One chilly Winter evening I was was on my way to my car and I ran into a colleague in the parking lot. I was leading a task force and wanted him to join as one of the members. The one simple thing I wanted to communicate to him at that moment was what the task force was and that he had been selected to participate.
Easier said than done. For some reason, corporate jargon and acronymns staring spilling out of my mouth. It was like corporate turets. Why use 5 words when you can use 15? Poor guy. I noticed his eyes glazing over and luckily, caught myself and switched gears. I took a brief pause, then finished what I needed to tell him in one last, simple sentence, minus the corporate speak. He seemed to have understood, and we said our goodbyes.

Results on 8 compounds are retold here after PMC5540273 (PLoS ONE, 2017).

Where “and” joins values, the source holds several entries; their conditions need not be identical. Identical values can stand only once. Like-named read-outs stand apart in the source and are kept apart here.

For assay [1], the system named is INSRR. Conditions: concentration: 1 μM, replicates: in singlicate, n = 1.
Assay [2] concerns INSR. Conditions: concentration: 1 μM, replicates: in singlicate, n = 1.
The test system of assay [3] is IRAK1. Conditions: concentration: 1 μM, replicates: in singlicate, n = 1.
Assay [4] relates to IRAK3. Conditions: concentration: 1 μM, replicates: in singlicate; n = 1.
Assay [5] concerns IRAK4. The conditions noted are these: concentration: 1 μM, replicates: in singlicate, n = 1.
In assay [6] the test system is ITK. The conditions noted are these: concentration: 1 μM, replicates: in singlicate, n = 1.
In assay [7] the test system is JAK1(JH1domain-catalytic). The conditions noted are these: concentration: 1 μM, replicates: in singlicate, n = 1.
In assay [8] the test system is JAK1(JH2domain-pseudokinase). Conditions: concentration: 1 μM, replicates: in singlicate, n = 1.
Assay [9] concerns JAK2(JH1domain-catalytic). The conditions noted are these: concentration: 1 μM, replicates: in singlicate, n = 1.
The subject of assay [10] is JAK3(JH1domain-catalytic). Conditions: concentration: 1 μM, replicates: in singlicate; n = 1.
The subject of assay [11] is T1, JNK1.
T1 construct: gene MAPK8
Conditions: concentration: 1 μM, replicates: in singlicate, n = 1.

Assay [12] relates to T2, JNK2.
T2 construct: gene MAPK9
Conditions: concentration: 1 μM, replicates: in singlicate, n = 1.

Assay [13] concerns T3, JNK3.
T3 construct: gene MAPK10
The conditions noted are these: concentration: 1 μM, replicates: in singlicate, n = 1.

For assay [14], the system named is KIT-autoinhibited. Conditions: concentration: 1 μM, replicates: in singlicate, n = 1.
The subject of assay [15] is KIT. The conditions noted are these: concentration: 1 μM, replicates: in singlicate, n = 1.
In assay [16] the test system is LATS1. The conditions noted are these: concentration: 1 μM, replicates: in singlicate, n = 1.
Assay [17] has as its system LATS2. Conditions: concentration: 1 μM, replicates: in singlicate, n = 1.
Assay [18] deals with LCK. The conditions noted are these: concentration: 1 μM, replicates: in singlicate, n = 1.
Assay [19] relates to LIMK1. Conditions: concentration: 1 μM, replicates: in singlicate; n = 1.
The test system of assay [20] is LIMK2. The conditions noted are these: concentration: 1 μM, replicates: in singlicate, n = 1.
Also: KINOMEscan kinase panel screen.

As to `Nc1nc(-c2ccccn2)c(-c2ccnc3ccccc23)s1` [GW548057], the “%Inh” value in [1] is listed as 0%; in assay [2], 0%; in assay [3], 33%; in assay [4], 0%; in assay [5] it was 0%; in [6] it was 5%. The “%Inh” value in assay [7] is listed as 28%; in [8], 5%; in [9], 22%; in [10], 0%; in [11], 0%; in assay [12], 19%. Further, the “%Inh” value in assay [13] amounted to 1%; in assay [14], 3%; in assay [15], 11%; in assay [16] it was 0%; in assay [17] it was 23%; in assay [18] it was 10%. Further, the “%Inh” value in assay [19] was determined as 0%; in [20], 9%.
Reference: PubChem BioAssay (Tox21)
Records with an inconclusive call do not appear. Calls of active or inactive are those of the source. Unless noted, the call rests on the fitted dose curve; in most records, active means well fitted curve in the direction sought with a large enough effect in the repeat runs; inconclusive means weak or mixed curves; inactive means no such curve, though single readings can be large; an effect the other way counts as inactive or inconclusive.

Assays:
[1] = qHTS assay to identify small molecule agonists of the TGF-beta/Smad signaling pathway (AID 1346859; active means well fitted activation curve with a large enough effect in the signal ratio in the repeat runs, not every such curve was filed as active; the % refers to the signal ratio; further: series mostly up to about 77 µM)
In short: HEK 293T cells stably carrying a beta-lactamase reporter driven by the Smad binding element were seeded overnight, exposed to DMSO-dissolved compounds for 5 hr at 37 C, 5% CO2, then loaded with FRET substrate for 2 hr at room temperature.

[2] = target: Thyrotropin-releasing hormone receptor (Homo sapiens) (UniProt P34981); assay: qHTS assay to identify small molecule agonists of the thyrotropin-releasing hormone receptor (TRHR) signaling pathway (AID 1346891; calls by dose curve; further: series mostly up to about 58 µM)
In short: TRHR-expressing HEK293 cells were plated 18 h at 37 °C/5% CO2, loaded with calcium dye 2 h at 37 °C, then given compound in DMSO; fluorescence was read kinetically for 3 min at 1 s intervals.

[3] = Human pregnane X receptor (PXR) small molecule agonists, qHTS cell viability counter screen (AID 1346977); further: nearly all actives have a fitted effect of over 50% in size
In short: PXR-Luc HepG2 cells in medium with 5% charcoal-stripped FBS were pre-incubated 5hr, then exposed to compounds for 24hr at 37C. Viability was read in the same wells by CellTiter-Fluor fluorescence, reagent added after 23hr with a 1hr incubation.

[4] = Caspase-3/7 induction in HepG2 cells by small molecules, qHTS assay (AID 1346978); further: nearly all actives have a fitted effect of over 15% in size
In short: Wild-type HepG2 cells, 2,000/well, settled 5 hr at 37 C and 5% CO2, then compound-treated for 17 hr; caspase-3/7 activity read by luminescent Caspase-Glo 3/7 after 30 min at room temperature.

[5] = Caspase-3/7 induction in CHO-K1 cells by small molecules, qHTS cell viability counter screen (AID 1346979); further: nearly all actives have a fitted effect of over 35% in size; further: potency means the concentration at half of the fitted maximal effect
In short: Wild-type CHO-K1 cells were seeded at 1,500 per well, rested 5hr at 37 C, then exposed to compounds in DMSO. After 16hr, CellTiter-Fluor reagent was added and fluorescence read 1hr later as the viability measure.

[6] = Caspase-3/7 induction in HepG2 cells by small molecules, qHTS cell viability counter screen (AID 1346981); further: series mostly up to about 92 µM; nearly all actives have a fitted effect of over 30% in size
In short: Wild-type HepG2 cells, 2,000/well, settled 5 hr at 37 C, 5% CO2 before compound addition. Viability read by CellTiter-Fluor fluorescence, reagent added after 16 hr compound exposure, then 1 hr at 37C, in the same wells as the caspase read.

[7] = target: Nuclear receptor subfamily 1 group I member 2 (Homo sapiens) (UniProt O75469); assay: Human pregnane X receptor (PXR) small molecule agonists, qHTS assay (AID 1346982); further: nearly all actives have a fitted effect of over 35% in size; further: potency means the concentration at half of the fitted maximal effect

I learned or was reminded of a few EZPZ rules of communication by this encounter.
1. When you see their eyes glaze over, just stop it! Switch up what you are saying or how you are saying it because you are only broadcasting and no one is receiving.
2. Speak simply to avoid people tuning you out. You don't have to use full organizational names, technical terms or corporate jargon to get your point across. In fact, you're probably just obscuring your point.
3. Timing is everything. The worst times of day for attention AND retention are right before lunch and right before leaving work. So avoid these times if possible. This also means, if you need to say something, but don't want to have a huge conversation about it, these times might be better.
Observe a bit more, don't be a bore.
Next post next Saturday, 6:30 a.m.